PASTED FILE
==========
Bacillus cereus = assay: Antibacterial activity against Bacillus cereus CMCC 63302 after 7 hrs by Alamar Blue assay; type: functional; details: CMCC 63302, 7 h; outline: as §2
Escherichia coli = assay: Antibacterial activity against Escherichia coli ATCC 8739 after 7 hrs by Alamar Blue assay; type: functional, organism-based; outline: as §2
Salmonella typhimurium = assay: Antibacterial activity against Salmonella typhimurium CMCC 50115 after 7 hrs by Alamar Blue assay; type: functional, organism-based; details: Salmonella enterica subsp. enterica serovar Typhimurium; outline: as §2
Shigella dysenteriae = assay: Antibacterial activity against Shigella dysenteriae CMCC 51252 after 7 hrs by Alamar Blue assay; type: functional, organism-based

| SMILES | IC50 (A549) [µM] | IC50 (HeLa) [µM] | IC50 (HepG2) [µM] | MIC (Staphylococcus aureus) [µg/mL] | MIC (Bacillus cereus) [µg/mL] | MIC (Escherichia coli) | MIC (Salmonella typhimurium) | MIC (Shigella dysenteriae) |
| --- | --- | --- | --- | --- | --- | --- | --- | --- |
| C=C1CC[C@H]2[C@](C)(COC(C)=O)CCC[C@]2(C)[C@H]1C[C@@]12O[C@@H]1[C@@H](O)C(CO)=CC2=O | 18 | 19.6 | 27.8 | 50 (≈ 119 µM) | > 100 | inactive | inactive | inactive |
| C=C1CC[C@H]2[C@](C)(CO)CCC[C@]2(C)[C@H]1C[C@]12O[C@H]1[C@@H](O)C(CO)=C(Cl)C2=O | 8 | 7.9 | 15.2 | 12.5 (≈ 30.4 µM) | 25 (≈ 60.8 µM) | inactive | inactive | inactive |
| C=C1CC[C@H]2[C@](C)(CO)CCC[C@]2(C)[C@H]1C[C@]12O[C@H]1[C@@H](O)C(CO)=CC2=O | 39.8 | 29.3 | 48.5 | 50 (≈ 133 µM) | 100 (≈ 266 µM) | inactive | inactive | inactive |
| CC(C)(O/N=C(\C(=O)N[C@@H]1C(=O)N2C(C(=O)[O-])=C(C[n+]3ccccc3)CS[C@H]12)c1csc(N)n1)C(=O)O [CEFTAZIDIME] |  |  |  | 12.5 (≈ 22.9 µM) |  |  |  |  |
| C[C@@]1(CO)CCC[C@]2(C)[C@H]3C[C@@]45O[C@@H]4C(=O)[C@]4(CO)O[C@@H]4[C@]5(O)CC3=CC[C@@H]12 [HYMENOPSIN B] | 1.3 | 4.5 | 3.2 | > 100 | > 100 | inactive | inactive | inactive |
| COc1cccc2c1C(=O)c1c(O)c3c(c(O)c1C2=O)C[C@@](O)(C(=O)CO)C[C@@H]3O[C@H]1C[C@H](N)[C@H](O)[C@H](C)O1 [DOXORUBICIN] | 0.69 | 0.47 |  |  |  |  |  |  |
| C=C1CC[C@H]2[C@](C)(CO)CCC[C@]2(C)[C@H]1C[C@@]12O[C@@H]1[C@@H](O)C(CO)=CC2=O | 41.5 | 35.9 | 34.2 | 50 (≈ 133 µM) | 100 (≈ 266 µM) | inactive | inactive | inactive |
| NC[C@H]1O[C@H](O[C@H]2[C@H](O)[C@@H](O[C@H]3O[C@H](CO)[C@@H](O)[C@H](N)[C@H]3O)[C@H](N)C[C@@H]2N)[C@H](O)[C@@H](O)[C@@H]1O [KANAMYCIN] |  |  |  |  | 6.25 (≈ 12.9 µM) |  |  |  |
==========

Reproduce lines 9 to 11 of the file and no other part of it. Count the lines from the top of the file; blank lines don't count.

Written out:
| C=C1CC[C@H]2[C@](C)(CO)CCC[C@]2(C)[C@H]1C[C@]12O[C@H]1[C@@H](O)C(CO)=CC2=O | 39.8 | 29.3 | 48.5 | 50 (≈ 133 µM) | 100 (≈ 266 µM) | inactive | inactive | inactive |
| CC(C)(O/N=C(\C(=O)N[C@@H]1C(=O)N2C(C(=O)[O-])=C(C[n+]3ccccc3)CS[C@H]12)c1csc(N)n1)C(=O)O [CEFTAZIDIME] |  |  |  | 12.5 (≈ 22.9 µM) |  |  |  |  |
| C[C@@]1(CO)CCC[C@]2(C)[C@H]3C[C@@]45O[C@@H]4C(=O)[C@]4(CO)O[C@@H]4[C@]5(O)CC3=CC[C@@H]12 [HYMENOPSIN B] | 1.3 | 4.5 | 3.2 | > 100 | > 100 | inactive | inactive | inactive |